After several launch attempts since May that were often scrubbed because of weather, the skies were finally clear enough for a NASA Terrier-Improved Malemute sounding rocket to blast off at 4:25 a.m. Eastern Time on June 29, 2017.
Soon after the launch from Wallops Flight Facility (Virginia), puffs of color emerged high in the night sky over the Mid-Atlantic coast. These artificial clouds glowed momentarily red-green and then faded into blue and violet as they drifted in the ionosphere. This upper layer of Earth’s atmosphere extends from 80 to 600 kilometers (50 to 360 miles) above the surface, and it is full of charged particles that get bombarded by solar and cosmic radiation.
In the course of the eight-minute flight, the sounding rocket ejected ten canisters about the size of a soft drink can as part of a test of a new multi-canister ejection system. Once separated from the sounding rocket by several miles, the canisters released blue-green and red vapor that formed the aurora-like clouds seen in the photograph above. Interactions between barium, strontium, and cupric-oxide gave the clouds their color.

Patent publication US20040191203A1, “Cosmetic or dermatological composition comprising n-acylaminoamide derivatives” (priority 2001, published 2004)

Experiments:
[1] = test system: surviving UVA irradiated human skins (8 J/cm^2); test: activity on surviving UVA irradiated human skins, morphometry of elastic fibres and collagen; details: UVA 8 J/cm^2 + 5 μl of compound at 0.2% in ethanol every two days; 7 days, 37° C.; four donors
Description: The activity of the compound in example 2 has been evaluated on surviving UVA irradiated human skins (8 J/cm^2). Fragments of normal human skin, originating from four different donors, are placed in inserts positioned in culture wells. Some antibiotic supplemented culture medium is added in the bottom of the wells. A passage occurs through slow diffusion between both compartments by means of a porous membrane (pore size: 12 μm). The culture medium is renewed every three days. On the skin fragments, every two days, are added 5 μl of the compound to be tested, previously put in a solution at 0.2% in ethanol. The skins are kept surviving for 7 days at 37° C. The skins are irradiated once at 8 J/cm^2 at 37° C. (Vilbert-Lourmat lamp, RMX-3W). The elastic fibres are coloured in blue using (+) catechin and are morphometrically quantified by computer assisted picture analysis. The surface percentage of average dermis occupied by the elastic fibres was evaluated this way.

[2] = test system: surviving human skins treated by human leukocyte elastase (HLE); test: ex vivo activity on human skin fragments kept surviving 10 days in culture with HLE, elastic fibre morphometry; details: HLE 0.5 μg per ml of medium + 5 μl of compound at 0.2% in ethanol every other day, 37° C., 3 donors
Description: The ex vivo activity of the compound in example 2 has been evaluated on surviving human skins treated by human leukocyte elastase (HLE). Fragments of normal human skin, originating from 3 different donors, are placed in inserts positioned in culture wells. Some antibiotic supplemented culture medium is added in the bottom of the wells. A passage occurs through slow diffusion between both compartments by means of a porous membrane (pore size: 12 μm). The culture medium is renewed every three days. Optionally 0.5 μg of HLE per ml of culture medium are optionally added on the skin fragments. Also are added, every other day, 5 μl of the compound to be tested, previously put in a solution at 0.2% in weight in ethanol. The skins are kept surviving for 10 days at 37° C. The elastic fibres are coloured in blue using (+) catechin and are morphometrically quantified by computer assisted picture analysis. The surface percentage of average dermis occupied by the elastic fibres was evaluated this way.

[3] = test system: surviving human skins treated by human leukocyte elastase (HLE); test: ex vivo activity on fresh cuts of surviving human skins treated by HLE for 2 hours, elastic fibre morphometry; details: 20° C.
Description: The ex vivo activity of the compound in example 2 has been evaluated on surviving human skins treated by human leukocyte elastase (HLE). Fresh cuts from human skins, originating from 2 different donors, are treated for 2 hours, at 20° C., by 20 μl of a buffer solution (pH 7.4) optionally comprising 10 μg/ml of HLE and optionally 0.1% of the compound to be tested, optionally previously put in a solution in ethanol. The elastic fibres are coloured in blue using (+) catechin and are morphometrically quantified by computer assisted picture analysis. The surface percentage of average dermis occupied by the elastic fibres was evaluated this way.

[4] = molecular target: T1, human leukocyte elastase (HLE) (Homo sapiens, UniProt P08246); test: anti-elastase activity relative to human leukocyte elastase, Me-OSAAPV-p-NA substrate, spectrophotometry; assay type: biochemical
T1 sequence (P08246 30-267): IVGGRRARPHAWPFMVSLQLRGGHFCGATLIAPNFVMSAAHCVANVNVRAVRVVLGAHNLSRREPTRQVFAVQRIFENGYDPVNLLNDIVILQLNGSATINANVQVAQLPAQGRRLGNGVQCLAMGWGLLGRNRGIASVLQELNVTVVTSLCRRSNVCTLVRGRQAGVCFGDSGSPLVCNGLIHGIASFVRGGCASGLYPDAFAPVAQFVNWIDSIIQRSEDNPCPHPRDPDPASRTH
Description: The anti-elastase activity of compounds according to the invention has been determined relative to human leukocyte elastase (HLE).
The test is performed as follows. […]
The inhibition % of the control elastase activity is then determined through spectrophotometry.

The second image is a time-lapse photograph that shows the fire trail from the rocket pushing upward into the night sky. The smaller streak of light is the second stage of the rocket falling back toward the ocean.
Sounding rockets have been used since the 1950s to study the upper atmosphere and ionosphere and to aid in understanding the Earth’s near-space environment. The rockets follow parabolic or “U-shaped” trajectories. In this case, the sounding rocket flew to an altitude of about 118 miles (190 kilometers).
NASA Wallops received nearly 2,000 reports and photos of cloud sightings from areas as far as New York and North Carolina, and inland across Virginia, Maryland, and Pennsylvania. Photos submitted by the public can be viewed on the Wallops facebook page.
Photographs by Terry Zaperach for NASA. Story by Adam Voiland, based on a release from NASA Wallops Flight Facility.